Aug14

Trent Loos Radio Broadcast Outlines Lawsuit Against CA Egg Law

Trent Loos’ Rural Route Radio broadcast from Iowa on August 13 to multiple Midwestern states (Iowa, Minnesota, South Dakota, Nebraska, Oklahoma, Colorado, Montana, Texas) included a 50-minute interview of Ken Klippen, NAEF, concerning the lawsuit against the California egg law and how animal agriculture needed to fight animal activists.  Here are the highlights of what Klippen said on air:

 

·                     The oral arguments on the lawsuit against the California egg law, California Judge Mueller who heard the motions to dismiss from the California Association of Egg Farmers and the HSUS believed at the onset the plaintiffs (the 6 states bringing the lawsuit against the California egg law) had stated a claim under the Commerce Clause of the U.S. Constitution, but was not convinced at first the six states could sue for a perceived injury to the egg industry alone.  Missouri’s AG stated the issue is not just an injury to the egg industry but to the entire population of the six states because the California egg law imposes California's policy choices on egg farmers in other states while those citizens have no political recourse to change that policy since they can't vote in California.  

·                     Applauded the office of the Attorney General in Missouri along with the other states serving as Plaintiffs in upholding the U.S. Constitution.  He especially noted the courage and conviction of Iowa Governor Terry Branstad in joining in this fight with the Attorneys General.

·                     California has the right to enact laws or regulations governing the production of eggs in their state, but it cannot specify production standards in the other states.  By doing so, California is assuming the role of determining the commerce of eggs which is a violation of the U.S. Constitution.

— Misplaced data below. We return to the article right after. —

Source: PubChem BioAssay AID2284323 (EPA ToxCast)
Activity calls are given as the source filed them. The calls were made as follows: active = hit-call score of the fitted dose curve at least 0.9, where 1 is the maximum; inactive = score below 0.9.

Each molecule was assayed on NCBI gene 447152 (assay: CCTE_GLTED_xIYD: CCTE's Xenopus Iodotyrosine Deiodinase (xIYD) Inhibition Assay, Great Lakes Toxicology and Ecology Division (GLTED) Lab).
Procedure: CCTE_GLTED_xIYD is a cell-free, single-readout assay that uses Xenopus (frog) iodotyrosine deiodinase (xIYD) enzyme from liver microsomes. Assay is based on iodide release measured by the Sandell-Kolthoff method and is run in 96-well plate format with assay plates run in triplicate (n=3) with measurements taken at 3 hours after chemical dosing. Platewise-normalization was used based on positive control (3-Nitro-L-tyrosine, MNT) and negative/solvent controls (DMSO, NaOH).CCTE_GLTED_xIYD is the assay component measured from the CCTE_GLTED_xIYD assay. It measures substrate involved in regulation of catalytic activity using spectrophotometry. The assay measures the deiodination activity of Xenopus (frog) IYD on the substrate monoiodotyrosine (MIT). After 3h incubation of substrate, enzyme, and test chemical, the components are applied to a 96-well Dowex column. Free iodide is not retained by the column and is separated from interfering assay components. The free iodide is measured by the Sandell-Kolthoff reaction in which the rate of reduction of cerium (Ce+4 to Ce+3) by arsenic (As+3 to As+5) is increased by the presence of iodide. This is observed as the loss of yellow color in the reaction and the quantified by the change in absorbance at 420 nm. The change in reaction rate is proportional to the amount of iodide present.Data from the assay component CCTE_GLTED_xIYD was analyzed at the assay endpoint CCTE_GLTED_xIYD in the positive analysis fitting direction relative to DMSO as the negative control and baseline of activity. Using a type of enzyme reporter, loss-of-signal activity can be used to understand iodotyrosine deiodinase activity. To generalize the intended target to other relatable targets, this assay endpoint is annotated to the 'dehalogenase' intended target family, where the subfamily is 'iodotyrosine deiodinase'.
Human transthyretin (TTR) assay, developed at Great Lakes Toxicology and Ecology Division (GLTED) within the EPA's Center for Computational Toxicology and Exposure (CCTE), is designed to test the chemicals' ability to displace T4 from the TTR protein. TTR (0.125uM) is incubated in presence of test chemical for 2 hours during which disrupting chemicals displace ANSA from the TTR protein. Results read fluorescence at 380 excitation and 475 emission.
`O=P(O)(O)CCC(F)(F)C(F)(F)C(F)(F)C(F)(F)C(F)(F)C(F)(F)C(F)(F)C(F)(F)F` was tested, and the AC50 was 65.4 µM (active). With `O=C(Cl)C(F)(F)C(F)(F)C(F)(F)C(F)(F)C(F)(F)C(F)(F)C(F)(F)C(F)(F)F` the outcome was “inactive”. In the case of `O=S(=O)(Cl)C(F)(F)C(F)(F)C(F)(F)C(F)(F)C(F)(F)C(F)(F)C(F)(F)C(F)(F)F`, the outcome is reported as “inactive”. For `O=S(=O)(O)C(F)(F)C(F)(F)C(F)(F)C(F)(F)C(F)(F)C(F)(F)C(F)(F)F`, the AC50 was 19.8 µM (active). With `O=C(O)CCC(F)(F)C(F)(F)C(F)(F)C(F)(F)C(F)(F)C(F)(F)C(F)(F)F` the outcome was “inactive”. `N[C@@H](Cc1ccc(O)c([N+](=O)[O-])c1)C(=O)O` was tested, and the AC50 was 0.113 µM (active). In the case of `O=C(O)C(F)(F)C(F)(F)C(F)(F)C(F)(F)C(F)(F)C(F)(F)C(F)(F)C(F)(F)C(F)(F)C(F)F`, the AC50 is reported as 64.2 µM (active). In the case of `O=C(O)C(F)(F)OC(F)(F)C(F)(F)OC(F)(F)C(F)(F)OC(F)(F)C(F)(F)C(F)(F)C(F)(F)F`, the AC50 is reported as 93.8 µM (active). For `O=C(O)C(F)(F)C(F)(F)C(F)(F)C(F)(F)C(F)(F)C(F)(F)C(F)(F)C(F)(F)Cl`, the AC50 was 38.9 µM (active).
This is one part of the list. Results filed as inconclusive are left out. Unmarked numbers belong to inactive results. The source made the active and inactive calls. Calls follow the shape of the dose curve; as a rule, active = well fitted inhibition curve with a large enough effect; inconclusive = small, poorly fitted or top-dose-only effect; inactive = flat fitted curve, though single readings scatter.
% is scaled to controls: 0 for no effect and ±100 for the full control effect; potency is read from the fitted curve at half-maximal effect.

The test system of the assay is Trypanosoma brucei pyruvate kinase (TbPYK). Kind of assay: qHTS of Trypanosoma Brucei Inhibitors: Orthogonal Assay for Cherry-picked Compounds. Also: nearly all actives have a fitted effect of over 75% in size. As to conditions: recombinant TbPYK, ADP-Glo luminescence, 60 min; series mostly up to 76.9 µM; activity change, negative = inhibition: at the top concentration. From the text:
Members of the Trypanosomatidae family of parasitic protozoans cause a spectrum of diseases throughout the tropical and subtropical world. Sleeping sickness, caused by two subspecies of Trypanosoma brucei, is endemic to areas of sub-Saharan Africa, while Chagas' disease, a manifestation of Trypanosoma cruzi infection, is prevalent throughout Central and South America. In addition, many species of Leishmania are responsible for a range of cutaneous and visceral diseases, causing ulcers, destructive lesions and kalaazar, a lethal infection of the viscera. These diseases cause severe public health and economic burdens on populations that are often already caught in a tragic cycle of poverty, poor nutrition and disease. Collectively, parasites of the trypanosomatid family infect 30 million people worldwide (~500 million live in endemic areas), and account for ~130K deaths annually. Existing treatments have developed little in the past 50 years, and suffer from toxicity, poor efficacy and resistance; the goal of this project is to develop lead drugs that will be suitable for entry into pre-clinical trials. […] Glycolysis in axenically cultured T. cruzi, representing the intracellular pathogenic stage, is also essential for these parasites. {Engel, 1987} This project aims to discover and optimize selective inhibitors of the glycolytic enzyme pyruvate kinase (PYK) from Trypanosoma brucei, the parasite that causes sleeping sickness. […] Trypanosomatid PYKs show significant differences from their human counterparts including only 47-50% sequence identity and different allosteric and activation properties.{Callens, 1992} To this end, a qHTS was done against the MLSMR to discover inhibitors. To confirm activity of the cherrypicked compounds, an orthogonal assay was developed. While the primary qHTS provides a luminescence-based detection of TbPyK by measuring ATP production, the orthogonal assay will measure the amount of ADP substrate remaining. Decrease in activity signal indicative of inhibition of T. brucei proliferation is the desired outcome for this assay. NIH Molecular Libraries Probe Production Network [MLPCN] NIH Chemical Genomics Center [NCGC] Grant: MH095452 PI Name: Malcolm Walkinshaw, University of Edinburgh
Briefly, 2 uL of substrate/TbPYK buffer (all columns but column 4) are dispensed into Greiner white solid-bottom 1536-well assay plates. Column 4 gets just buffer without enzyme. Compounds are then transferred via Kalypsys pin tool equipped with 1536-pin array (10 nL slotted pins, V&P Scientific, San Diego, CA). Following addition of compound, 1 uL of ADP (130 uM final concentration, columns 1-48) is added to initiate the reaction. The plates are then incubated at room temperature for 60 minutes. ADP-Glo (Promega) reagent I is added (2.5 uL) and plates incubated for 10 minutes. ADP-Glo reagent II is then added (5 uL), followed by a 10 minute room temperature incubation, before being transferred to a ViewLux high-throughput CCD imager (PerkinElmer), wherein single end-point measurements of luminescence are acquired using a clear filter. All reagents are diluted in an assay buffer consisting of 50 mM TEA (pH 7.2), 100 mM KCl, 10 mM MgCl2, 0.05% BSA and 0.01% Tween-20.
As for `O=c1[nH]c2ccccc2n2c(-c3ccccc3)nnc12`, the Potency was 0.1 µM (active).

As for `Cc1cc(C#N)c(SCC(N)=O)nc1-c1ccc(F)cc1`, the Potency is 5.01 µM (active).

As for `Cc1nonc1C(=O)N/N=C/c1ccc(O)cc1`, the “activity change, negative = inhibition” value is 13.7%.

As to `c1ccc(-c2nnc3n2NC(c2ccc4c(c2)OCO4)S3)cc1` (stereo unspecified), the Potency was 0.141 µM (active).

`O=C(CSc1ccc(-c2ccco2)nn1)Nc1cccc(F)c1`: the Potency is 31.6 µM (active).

·                     California Title 3 Section 1350 requires out-of-state egg farmers selling eggs in California to implement that state’s food safety regulations that go beyond the federal regulations under FDA’s food safety standards for eggs [21 CFR Part 118], “Production, Storage, and Transportation of Shell Eggs”. That is why the 6 states are in support of the lawsuit against A.B. 1437. 

·                     FDA’s food safety standards for eggs says states may not require "standards of quality [or] condition" that are "different from or in addition to" federal requirements. . The key is the "in addition to" requirement meaning that states can't come up with new quality standards that the federal government hasn't spoken to."

·                     In commenting on the mistaken opinion of California that increased space leads to better welfare, Klippen cited the American Veterinary Medical Association (AVMA) in 2010 released a report on the welfare implications of various kinds of housing. The report concluded consumers need to balance the hen’s freedom against exposure to potential hazards such as disease vectors and the cannibalism caused by pecking. Certainly cannibalism and pecking are welfare issues, and in conventional cages where the number of chickens is minimized, these concerns are also reduced compared to other systems.